Tuesday, November 03, 2009

Wal-Mart Revisited

Wal-Mart has its detractors on the left and the right. Liberals lament the "artificially low wages" and the "disregard for the little guy," be that person an employee or a business owner. Conservatives tend to dislike the company's passion for cheap products, which translates into huge imports from other parts of the world. Its fans note that Wal-Mart is noted for its ability to drive down prices and generally lowers employment in the areas it moves in to.

With that, I was intrigued by a recent article in Foreign Policy that discussed the impact that India's first Wal-Mart had this past summer in Amristar. Those opposed to the major stores feared that Wal-Mart was going to destroy the country's traditional culture. Foreign Policy, on the other hand, sees it as an indicator of major things to come on the economic front.

The article points out that Wal-Mart has started operations in 15 countries since 1991, and 13 of them have seen their economies explode. The average annual growth was a substantial 4.4 percent. In fact, the article demonstrates that over the last five years, the economies of Wal-Mart countries outside the United States have grown 40 percent faster than the world average.

Is this mere coincidence or is there something more to it? Does Wal-Mart provide the spark plug for these countries to explode economically or are they simply effective at doing their homework and know where the next great economy will be?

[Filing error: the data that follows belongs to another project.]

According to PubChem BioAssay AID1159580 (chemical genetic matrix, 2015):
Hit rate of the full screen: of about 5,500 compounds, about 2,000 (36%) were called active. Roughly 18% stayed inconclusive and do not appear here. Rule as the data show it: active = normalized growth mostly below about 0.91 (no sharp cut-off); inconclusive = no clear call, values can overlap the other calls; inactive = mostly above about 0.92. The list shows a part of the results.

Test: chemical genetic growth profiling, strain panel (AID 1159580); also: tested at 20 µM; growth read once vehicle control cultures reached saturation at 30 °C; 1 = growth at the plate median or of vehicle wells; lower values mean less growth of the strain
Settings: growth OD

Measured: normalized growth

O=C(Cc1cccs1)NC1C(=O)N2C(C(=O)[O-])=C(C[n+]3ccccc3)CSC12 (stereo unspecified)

Foreign Policy argues that it is more of the latter than the former. Wal-Mart is very selective of the country's it chooses. Without a middle class, people who have money to spend but it is scarce enough that value truly matters, a country easily removes itself from the selection process. Wal-Mart wisely selects places that has a very large middle class, which helps to guarantee the country's future profits.

According to the World Bank, the number of the middle class in the devolving world should increase from should increase from 56 percent in 2000 to 93 percent in 2030. Next on the Wal-Mart radar screen are Russia and the countries of Eastern Europe, according to Foreign Policy.

The economic indicators of countries before and after Wal-Mart are impressive:

  • Brazil has 352 stores and went from an average annual GDP of 1.3% before Wal-Mart to 3.8 percent on average between 2003 through 2007 after the store entered the scene.

  • Japan has 371 stores and went from an average annual GDP of 0.5% before Wal-Mart to 2.1 percent on average between 2003 through 2007 after the store entered the scene.

  • Even Mexico has enjoyed the Wal-Mart years with 1,242 stores and went from an average annual GDP of 1.7% before Wal-Mart to 3.3 percent on average between 2003 through 2007 after the store entered the scene.

It appears that those who hat Wal-Mart and despise its arrival to their country will likely find themselves crying all the way to the bank. Maybe countries would serve themselves well by developing policies that mirror Wal-Mart's criteria for expansion.

Kevin Price is Host of the Price of Business, the longest running show on AM 650 (M-F at 11 am) in Houston, Texas and on AOL Radio. His articles often appear in Chicago Sun Times, Reuters, USA Today, and other national media. Steve Moore of the Wall Street Journal calls Price the “best business talk show host in the country.” Find out why and visit his blog at www.BizPlusBlog.com and his show site at www.PriceofBusiness.com. You can also find Price on Strategy Room at FoxNews.com.

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